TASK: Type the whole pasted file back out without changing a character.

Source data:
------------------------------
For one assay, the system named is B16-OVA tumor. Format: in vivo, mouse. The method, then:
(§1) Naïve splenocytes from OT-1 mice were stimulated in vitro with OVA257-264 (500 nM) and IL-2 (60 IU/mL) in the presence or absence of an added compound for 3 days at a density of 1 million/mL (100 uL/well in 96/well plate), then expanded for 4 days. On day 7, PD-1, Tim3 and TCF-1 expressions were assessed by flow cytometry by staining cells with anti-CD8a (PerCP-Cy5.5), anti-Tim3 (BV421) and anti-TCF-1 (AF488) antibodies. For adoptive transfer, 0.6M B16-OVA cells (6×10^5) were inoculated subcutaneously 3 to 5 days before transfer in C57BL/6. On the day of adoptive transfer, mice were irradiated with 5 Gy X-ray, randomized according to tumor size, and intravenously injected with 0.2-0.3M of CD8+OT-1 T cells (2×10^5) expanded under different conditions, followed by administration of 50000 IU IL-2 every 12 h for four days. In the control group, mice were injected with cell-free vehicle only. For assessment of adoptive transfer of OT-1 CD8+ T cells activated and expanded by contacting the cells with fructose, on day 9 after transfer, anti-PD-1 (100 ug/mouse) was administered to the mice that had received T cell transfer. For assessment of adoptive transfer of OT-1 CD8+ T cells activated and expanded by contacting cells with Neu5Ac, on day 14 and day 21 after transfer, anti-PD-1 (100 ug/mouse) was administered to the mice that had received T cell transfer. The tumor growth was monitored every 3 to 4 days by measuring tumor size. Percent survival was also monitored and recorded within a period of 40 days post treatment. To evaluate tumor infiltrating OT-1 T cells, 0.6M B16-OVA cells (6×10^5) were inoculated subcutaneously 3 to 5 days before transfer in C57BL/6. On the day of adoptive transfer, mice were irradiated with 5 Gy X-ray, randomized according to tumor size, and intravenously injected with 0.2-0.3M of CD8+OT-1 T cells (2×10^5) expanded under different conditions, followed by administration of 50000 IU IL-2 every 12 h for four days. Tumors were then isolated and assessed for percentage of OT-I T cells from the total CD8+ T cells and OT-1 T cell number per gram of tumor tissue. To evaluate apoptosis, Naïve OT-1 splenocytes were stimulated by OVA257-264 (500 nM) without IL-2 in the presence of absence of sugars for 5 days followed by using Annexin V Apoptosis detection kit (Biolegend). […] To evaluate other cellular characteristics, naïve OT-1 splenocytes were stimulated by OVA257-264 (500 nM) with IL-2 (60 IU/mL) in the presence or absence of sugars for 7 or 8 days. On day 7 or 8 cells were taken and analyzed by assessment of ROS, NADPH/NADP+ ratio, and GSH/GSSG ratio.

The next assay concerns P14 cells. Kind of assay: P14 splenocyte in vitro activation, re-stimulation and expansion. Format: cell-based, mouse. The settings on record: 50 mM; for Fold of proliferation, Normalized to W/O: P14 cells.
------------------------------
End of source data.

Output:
For one assay, the system named is B16-OVA tumor. Format: in vivo, mouse. The method, then:
(§1) Naïve splenocytes from OT-1 mice were stimulated in vitro with OVA257-264 (500 nM) and IL-2 (60 IU/mL) in the presence or absence of an added compound for 3 days at a density of 1 million/mL (100 uL/well in 96/well plate), then expanded for 4 days. On day 7, PD-1, Tim3 and TCF-1 expressions were assessed by flow cytometry by staining cells with anti-CD8a (PerCP-Cy5.5), anti-Tim3 (BV421) and anti-TCF-1 (AF488) antibodies. For adoptive transfer, 0.6M B16-OVA cells (6×10^5) were inoculated subcutaneously 3 to 5 days before transfer in C57BL/6. On the day of adoptive transfer, mice were irradiated with 5 Gy X-ray, randomized according to tumor size, and intravenously injected with 0.2-0.3M of CD8+OT-1 T cells (2×10^5) expanded under different conditions, followed by administration of 50000 IU IL-2 every 12 h for four days. In the control group, mice were injected with cell-free vehicle only. For assessment of adoptive transfer of OT-1 CD8+ T cells activated and expanded by contacting the cells with fructose, on day 9 after transfer, anti-PD-1 (100 ug/mouse) was administered to the mice that had received T cell transfer. For assessment of adoptive transfer of OT-1 CD8+ T cells activated and expanded by contacting cells with Neu5Ac, on day 14 and day 21 after transfer, anti-PD-1 (100 ug/mouse) was administered to the mice that had received T cell transfer. The tumor growth was monitored every 3 to 4 days by measuring tumor size. Percent survival was also monitored and recorded within a period of 40 days post treatment. To evaluate tumor infiltrating OT-1 T cells, 0.6M B16-OVA cells (6×10^5) were inoculated subcutaneously 3 to 5 days before transfer in C57BL/6. On the day of adoptive transfer, mice were irradiated with 5 Gy X-ray, randomized according to tumor size, and intravenously injected with 0.2-0.3M of CD8+OT-1 T cells (2×10^5) expanded under different conditions, followed by administration of 50000 IU IL-2 every 12 h for four days. Tumors were then isolated and assessed for percentage of OT-I T cells from the total CD8+ T cells and OT-1 T cell number per gram of tumor tissue. To evaluate apoptosis, Naïve OT-1 splenocytes were stimulated by OVA257-264 (500 nM) without IL-2 in the presence of absence of sugars for 5 days followed by using Annexin V Apoptosis detection kit (Biolegend). […] To evaluate other cellular characteristics, naïve OT-1 splenocytes were stimulated by OVA257-264 (500 nM) with IL-2 (60 IU/mL) in the presence or absence of sugars for 7 or 8 days. On day 7 or 8 cells were taken and analyzed by assessment of ROS, NADPH/NADP+ ratio, and GSH/GSSG ratio.

The next assay concerns P14 cells. Kind of assay: P14 splenocyte in vitro activation, re-stimulation and expansion. Format: cell-based, mouse. The settings on record: 50 mM; for Fold of proliferation, Normalized to W/O: P14 cells.